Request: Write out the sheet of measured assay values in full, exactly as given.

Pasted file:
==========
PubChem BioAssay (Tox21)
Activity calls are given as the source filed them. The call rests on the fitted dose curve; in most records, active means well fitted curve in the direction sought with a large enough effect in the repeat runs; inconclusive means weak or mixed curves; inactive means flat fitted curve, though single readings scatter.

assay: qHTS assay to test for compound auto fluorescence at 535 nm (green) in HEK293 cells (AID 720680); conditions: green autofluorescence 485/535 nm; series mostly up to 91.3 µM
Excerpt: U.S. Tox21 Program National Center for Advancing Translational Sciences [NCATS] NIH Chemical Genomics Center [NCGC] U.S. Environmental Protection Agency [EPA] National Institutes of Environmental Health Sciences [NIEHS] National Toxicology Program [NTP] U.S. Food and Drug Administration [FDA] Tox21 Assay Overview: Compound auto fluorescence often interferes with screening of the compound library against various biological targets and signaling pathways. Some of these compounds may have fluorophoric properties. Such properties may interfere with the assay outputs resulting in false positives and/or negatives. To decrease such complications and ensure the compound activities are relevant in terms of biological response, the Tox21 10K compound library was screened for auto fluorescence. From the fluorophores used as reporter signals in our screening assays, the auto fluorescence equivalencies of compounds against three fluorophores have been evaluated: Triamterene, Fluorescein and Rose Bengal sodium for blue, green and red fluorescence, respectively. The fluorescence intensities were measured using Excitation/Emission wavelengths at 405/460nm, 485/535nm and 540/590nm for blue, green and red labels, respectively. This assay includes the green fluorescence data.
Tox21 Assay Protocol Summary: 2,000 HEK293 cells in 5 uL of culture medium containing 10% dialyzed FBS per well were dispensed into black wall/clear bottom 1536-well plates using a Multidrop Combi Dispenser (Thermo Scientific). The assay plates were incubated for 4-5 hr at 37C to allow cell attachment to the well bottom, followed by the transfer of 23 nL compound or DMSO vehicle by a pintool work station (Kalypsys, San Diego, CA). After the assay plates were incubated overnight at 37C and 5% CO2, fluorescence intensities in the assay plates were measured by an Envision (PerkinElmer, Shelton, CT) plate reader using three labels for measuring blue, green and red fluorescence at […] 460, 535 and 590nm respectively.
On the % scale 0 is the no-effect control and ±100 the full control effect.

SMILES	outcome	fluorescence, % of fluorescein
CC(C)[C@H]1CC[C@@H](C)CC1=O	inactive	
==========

PubChem BioAssay (Tox21)
Activity calls are given as the source filed them. The call rests on the fitted dose curve; in most records, active means well fitted curve in the direction sought with a large enough effect in the repeat runs; inconclusive means weak or mixed curves; inactive means flat fitted curve, though single readings scatter.

assay: qHTS assay to test for compound auto fluorescence at 535 nm (green) in HEK293 cells (AID 720680); conditions: green autofluorescence 485/535 nm; series mostly up to 91.3 µM
Excerpt: U.S. Tox21 Program National Center for Advancing Translational Sciences [NCATS] NIH Chemical Genomics Center [NCGC] U.S. Environmental Protection Agency [EPA] National Institutes of Environmental Health Sciences [NIEHS] National Toxicology Program [NTP] U.S. Food and Drug Administration [FDA] Tox21 Assay Overview: Compound auto fluorescence often interferes with screening of the compound library against various biological targets and signaling pathways. Some of these compounds may have fluorophoric properties. Such properties may interfere with the assay outputs resulting in false positives and/or negatives. To decrease such complications and ensure the compound activities are relevant in terms of biological response, the Tox21 10K compound library was screened for auto fluorescence. From the fluorophores used as reporter signals in our screening assays, the auto fluorescence equivalencies of compounds against three fluorophores have been evaluated: Triamterene, Fluorescein and Rose Bengal sodium for blue, green and red fluorescence, respectively. The fluorescence intensities were measured using Excitation/Emission wavelengths at 405/460nm, 485/535nm and 540/590nm for blue, green and red labels, respectively. This assay includes the green fluorescence data.
Tox21 Assay Protocol Summary: 2,000 HEK293 cells in 5 uL of culture medium containing 10% dialyzed FBS per well were dispensed into black wall/clear bottom 1536-well plates using a Multidrop Combi Dispenser (Thermo Scientific). The assay plates were incubated for 4-5 hr at 37C to allow cell attachment to the well bottom, followed by the transfer of 23 nL compound or DMSO vehicle by a pintool work station (Kalypsys, San Diego, CA). After the assay plates were incubated overnight at 37C and 5% CO2, fluorescence intensities in the assay plates were measured by an Envision (PerkinElmer, Shelton, CT) plate reader using three labels for measuring blue, green and red fluorescence at […] 460, 535 and 590nm respectively.
On the % scale 0 is the no-effect control and ±100 the full control effect.

SMILES	outcome	fluorescence, % of fluorescein
CC(C)[C@H]1CC[C@@H](C)CC1=O	inactive	